World Athletics Podcast - hurdlers special
Renaldo Nehemiah, Allen Johnson, Aries Merritt and Grant Holloway recently came together virtually for a special 110m hurdles edition of the World Athletics podcast.
The four US hurdling stars had overlapping careers with Nehemiah leading the way. Back in 1981 he became the first man to break 13 seconds in the 110m hurdles, clocking a world record of 12.93 that stood for eight years.
“Today’s athletes come in with the mindset that they can run fast – or at least as fast as I ran,” said the four-time US champion. “During my era, that elusive 13-second barrier wasn’t even a thought. But today, thanks to the likes of Allen Johnson and Aries and now Grant, more people believe it’s achievable, so I love that.”
In the early 1990s, just as Nehemiah’s career was coming to an end, Johnson’s was just getting started. He recalls watching Nehemiah race in his hometown.
“I grew up in Fairfax, Virginia, where they used to have the Mobil meet,” said Johnson, a four-time world champion in the 110m hurdles. “I remember back in 1987 I had a front-row seat near to the first hurdle. Renaldo was there running and that was neat.
“I came up through the sport watching Renaldo and Greg Foster and Roger Kingdom. It was just understood that the Americans were going to dominate the hurdles, so if you wanted to be the top US guy, you had to be ready to be the top guy in the world.”
Johnson and Merritt raced several times between 2005 and 2009. Merritt went on to win Olympic gold in 2012, something he recalls seeing Johnson do 16 years prior.
“It was like a dream come true racing Allen,” said Merritt, the world record-holder. “I’d looked up to Allen since 1996. I didn’t even know back then that I was going to be a hurdler, but I remember watching him win Olympic gold in Atlanta and I told my mom that I wanted to do that.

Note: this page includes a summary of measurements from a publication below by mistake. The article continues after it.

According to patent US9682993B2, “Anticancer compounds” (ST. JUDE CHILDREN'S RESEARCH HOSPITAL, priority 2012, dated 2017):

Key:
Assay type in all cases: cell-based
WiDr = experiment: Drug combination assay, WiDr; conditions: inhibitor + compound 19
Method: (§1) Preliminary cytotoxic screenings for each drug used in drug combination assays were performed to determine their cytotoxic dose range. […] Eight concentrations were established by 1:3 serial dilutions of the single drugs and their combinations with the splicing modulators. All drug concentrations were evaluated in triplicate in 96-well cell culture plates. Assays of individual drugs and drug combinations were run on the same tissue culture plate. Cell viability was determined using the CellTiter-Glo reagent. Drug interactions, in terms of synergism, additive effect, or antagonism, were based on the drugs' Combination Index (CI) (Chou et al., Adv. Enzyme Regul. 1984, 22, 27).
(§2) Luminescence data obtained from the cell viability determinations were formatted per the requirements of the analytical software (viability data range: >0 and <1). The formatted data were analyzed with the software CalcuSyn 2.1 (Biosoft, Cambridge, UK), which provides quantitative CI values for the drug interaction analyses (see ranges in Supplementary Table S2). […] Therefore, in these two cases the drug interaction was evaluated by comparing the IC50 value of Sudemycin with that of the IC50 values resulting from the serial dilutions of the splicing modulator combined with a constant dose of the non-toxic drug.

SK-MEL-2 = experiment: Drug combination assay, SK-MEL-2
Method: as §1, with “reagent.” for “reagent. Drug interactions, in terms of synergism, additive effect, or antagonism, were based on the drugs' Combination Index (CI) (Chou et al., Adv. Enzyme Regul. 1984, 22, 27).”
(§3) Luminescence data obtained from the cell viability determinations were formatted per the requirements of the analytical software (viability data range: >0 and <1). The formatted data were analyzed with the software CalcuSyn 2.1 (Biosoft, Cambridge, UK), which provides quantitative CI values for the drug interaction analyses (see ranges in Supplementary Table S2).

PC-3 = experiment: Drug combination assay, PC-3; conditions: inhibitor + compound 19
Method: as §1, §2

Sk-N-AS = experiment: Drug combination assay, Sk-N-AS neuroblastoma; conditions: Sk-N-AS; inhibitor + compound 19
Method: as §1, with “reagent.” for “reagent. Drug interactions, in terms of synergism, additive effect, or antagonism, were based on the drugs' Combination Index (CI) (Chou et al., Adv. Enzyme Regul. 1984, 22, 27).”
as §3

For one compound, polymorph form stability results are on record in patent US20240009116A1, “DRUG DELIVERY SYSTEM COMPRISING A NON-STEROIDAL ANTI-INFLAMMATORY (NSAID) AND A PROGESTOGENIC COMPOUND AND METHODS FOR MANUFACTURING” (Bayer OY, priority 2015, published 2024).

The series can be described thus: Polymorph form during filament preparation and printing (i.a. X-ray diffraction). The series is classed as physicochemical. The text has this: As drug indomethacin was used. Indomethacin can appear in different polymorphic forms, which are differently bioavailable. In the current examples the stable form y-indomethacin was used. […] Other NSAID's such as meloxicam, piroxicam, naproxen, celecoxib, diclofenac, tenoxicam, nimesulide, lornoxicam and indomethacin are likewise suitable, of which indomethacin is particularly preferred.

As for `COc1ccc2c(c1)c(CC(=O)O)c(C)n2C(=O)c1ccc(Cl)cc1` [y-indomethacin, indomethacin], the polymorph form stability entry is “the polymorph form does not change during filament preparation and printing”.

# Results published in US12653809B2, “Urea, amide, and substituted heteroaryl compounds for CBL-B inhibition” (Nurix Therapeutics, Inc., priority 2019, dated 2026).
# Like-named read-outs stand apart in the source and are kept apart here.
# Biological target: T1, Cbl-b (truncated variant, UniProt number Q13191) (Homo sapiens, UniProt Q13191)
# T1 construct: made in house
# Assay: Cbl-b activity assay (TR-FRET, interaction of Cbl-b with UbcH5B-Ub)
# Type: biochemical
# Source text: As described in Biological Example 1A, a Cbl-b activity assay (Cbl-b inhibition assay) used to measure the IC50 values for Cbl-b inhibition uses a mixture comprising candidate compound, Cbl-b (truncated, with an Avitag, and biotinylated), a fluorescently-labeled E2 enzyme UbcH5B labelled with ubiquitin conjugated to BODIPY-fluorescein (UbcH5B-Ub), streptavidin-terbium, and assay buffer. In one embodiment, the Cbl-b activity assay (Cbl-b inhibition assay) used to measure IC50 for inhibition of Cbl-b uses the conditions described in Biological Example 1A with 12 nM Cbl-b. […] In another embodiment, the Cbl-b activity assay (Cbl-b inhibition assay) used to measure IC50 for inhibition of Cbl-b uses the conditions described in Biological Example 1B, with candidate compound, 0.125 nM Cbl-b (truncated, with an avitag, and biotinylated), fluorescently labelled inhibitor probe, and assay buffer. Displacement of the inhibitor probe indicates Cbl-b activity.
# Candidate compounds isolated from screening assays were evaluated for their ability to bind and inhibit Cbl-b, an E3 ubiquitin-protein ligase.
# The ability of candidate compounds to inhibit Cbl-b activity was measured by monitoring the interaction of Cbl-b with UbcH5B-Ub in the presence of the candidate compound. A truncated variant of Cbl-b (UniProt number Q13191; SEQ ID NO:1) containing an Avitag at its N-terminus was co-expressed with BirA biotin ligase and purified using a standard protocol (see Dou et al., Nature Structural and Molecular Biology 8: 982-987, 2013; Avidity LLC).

“In the era I ran against Allen, there were several other guys around the world running fast,” added Merritt. “We had Dayron (Robles) running well, and Liu Xiang just seemed extraordinary. I remember studying Liu’s race, I studied Allen’s race. I also studied Renaldo’s trail leg mechanics and that’s pretty much how my technique was born.”
Merritt not only inspired Holloway, but he also became a mentor to the 23-year-old, who in 2019 won the world title and earlier this year broke the world indoor record.
“Not to make everyone feel old, but my last year of high school was 2016,” Holloway said with a laugh. “I was taking eight steps to the first hurdle back then, but when I got to campus at the University of Florida, I told coach (Mike) Holloway that I wanted to do seven steps. I’d regularly watch videos of all these great hurdlers, and the seven-step approach was big. It was a struggle to begin with, but it takes time and consistency.
“I’ve had the privilege to not only run against Aries but also reach out to him and ask him to watch my films,” added Holloway. “He’s been there as a mentor for me. I feel like I’m only scratching the surface.”